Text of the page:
Disneyland shuts down cooling towers after Legionnaires' disease found among visitors

Disneyland has shut down two cooling towers after people who visited the Southern California theme park came down with Legionnaires' disease.

Disneyland has shut down two cooling towers that were found to have high levels of Legionella bacteria after several visitors to the theme park in Anaheim, Orange County, the United States, were sickened with Legionnaires' disease.

Orange County health experts are investigating 12 cases of Legionnaires' disease among people who live in or visited the Anaheim area in September. Eight of the cases involve people visiting Disneyland and one person worked at the park. One person, who had not visited Disneyland, has died, the Orange County Register reported.

Twelve people, aged 52 to 94, were diagnosed with Legionnaires' disease, a type of airborne disease that causes a severe form of pneumonia to most people 50 years or older or with a weak immune system, Jessica Good, a spokeswoman for the Orange County Health Care Agency, wrote in an email Friday night to the Orange County Register.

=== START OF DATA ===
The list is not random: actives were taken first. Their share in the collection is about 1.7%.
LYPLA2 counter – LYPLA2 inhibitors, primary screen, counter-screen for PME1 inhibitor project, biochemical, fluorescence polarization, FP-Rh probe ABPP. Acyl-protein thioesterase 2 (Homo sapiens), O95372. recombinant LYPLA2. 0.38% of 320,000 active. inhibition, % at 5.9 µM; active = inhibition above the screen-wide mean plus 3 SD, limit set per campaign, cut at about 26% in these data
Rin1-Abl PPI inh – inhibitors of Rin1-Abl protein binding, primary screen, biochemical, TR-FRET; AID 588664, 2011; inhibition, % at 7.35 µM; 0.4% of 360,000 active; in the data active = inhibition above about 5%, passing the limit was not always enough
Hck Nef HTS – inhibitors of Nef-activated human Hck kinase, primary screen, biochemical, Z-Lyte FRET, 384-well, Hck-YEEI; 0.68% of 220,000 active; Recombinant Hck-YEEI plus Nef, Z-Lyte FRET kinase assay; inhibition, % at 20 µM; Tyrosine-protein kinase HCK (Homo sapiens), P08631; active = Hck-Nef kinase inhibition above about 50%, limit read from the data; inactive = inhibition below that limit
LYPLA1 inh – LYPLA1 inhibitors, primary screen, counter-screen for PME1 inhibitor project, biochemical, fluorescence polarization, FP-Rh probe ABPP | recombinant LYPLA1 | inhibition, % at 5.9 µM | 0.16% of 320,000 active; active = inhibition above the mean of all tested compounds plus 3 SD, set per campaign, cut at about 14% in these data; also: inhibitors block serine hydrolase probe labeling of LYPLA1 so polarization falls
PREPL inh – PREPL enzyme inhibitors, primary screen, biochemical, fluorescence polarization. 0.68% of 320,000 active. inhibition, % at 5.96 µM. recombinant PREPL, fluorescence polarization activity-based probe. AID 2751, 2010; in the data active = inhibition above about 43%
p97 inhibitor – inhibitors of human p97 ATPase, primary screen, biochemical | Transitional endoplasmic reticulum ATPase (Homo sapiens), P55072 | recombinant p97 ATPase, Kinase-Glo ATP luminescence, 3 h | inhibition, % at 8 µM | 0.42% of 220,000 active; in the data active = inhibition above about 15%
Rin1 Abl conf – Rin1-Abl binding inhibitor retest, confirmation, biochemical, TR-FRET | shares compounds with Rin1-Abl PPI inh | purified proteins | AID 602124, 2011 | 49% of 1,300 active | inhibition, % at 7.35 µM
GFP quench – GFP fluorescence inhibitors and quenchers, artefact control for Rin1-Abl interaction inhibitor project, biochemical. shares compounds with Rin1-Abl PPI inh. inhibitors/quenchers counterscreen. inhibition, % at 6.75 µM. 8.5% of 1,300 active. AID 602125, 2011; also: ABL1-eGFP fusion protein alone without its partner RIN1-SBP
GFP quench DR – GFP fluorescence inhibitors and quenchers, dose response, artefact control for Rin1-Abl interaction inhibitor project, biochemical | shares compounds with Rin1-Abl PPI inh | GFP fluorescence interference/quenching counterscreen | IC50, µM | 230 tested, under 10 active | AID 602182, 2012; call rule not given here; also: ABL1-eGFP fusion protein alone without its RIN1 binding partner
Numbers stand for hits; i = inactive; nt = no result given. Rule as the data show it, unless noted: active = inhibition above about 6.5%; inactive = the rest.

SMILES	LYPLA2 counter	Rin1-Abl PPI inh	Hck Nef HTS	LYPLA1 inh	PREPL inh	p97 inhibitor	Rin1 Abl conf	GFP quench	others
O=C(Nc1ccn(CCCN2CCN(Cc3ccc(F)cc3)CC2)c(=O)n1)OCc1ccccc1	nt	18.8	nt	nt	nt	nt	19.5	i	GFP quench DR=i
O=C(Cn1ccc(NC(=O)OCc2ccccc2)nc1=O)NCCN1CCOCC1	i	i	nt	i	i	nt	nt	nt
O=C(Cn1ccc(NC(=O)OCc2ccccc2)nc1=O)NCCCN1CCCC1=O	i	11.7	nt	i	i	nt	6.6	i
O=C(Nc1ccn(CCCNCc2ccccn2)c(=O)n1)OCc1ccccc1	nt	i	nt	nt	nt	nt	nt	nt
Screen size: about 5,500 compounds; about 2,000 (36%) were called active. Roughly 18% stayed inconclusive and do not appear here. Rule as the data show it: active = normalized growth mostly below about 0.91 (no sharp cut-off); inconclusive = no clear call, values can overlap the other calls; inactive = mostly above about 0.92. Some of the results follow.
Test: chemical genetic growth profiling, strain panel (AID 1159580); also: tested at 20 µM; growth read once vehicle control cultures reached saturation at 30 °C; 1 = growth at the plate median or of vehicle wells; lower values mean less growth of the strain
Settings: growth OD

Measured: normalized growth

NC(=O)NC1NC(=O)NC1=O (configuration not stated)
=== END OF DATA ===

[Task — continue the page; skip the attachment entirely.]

Disneyland officials said they have worked with the county health care agency and treated the towers with chemicals that destroy the bacteria.

According to the Centers for Disease Control and Prevention (CDC), Legionella is a type of bacterium found naturally in freshwater environments. It can become a health concern when it grows and spreads in human-made water systems like showers and faucets, cooling towers, decorative fountains and water features and so on. People can get Legionnaires' disease when they breathe in small droplets of water in the air that contain the bacteria.

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